Data from: Resilient networks of ant-plant mutualists in Amazonian forest fragments

Heather A. Passmore, Emilio M. Bruna, Sylvia M. Heredia & Heraldo L. Vasconcelos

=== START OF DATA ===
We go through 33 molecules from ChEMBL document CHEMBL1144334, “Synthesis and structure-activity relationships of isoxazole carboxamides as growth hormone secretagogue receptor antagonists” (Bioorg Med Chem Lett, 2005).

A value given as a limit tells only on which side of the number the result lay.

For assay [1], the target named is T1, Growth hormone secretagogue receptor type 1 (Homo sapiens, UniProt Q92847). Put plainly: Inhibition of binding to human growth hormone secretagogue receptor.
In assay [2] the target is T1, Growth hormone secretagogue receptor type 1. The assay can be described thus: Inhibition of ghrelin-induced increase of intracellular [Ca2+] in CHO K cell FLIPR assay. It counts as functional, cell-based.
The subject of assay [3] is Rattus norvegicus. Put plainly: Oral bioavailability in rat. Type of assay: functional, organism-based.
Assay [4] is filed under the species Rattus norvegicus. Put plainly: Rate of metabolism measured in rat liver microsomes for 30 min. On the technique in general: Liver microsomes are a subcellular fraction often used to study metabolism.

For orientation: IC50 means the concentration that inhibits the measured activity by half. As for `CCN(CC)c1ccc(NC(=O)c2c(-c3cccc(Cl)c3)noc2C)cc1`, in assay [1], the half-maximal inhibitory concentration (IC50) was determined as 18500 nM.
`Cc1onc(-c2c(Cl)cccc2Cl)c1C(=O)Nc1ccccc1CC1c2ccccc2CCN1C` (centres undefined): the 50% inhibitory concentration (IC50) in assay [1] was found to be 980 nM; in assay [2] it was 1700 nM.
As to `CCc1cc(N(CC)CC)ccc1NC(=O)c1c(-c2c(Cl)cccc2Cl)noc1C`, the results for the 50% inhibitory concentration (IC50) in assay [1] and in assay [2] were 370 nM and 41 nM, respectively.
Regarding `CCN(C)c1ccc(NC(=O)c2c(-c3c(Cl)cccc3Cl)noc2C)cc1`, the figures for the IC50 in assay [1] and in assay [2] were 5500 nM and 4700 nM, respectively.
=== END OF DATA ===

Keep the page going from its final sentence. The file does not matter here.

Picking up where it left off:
BACKGROUND: The organization of networks of interacting species, such as plants and animals engaged in mutualisms, strongly influences the ecology and evolution of partner communities. Habitat fragmentation is a globally pervasive form of spatial heterogeneity that could profoundly impact the structure of mutualist networks. This is particularly true for biodiversity-rich tropical ecosystems, where the majority of plant species depend on mutualisms with animals and it is thought that changes in the structure of mutualist networks...
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